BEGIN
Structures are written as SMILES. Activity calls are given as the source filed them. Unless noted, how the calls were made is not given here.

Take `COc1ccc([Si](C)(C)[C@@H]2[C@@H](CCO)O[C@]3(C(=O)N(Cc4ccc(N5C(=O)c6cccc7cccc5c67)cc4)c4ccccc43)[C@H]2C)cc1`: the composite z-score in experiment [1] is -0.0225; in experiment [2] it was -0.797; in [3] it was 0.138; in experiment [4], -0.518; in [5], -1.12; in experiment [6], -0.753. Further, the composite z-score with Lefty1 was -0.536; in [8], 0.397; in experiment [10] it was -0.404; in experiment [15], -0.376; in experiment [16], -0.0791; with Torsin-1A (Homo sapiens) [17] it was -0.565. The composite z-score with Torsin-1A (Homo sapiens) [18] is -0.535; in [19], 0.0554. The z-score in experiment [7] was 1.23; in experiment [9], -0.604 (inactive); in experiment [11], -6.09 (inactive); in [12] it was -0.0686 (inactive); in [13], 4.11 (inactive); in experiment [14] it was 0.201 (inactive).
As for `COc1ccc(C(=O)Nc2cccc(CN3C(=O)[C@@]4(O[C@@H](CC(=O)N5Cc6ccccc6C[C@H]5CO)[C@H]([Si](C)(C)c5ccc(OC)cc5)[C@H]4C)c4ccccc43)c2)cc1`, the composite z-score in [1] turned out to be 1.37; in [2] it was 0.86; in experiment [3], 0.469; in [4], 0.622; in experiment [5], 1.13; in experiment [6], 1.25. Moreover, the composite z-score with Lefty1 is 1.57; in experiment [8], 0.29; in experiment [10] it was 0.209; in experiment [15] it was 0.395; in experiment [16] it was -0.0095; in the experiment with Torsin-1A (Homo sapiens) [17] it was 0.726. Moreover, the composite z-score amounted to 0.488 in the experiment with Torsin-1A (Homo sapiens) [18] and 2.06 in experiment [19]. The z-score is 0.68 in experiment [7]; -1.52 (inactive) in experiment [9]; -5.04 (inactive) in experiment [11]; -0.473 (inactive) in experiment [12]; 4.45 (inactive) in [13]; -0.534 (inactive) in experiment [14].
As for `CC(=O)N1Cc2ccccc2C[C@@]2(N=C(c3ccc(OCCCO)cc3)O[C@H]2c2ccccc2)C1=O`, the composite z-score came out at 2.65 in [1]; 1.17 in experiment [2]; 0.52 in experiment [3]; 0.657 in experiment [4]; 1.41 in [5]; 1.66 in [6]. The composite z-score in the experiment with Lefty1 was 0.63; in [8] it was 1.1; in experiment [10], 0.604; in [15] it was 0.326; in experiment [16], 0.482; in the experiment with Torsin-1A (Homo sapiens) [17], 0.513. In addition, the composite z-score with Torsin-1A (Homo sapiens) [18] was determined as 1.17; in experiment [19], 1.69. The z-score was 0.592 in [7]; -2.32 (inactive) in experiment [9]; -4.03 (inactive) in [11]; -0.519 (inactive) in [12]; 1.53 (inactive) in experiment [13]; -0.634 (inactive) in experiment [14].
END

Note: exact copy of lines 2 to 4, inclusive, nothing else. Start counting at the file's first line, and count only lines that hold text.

Take `COc1ccc([Si](C)(C)[C@@H]2[C@@H](CCO)O[C@]3(C(=O)N(Cc4ccc(N5C(=O)c6cccc7cccc5c67)cc4)c4ccccc43)[C@H]2C)cc1`: the composite z-score in experiment [1] is -0.0225; in experiment [2] it was -0.797; in [3] it was 0.138; in experiment [4], -0.518; in [5], -1.12; in experiment [6], -0.753. Further, the composite z-score with Lefty1 was -0.536; in [8], 0.397; in experiment [10] it was -0.404; in experiment [15], -0.376; in experiment [16], -0.0791; with Torsin-1A (Homo sapiens) [17] it was -0.565. The composite z-score with Torsin-1A (Homo sapiens) [18] is -0.535; in [19], 0.0554. The z-score in experiment [7] was 1.23; in experiment [9], -0.604 (inactive); in experiment [11], -6.09 (inactive); in [12] it was -0.0686 (inactive); in [13], 4.11 (inactive); in experiment [14] it was 0.201 (inactive).
As for `COc1ccc(C(=O)Nc2cccc(CN3C(=O)[C@@]4(O[C@@H](CC(=O)N5Cc6ccccc6C[C@H]5CO)[C@H]([Si](C)(C)c5ccc(OC)cc5)[C@H]4C)c4ccccc43)c2)cc1`, the composite z-score in [1] turned out to be 1.37; in [2] it was 0.86; in experiment [3], 0.469; in [4], 0.622; in experiment [5], 1.13; in experiment [6], 1.25. Moreover, the composite z-score with Lefty1 is 1.57; in experiment [8], 0.29; in experiment [10] it was 0.209; in experiment [15] it was 0.395; in experiment [16] it was -0.0095; in the experiment with Torsin-1A (Homo sapiens) [17] it was 0.726. Moreover, the composite z-score amounted to 0.488 in the experiment with Torsin-1A (Homo sapiens) [18] and 2.06 in experiment [19]. The z-score is 0.68 in experiment [7]; -1.52 (inactive) in experiment [9]; -5.04 (inactive) in experiment [11]; -0.473 (inactive) in experiment [12]; 4.45 (inactive) in [13]; -0.534 (inactive) in experiment [14].
As for `CC(=O)N1Cc2ccccc2C[C@@]2(N=C(c3ccc(OCCCO)cc3)O[C@H]2c2ccccc2)C1=O`, the composite z-score came out at 2.65 in [1]; 1.17 in experiment [2]; 0.52 in experiment [3]; 0.657 in experiment [4]; 1.41 in [5]; 1.66 in [6]. The composite z-score in the experiment with Lefty1 was 0.63; in [8] it was 1.1; in experiment [10], 0.604; in [15] it was 0.326; in experiment [16], 0.482; in the experiment with Torsin-1A (Homo sapiens) [17], 0.513. In addition, the composite z-score with Torsin-1A (Homo sapiens) [18] was determined as 1.17; in experiment [19], 1.69. The z-score was 0.592 in [7]; -2.32 (inactive) in experiment [9]; -4.03 (inactive) in [11]; -0.519 (inactive) in [12]; 1.53 (inactive) in experiment [13]; -0.634 (inactive) in experiment [14].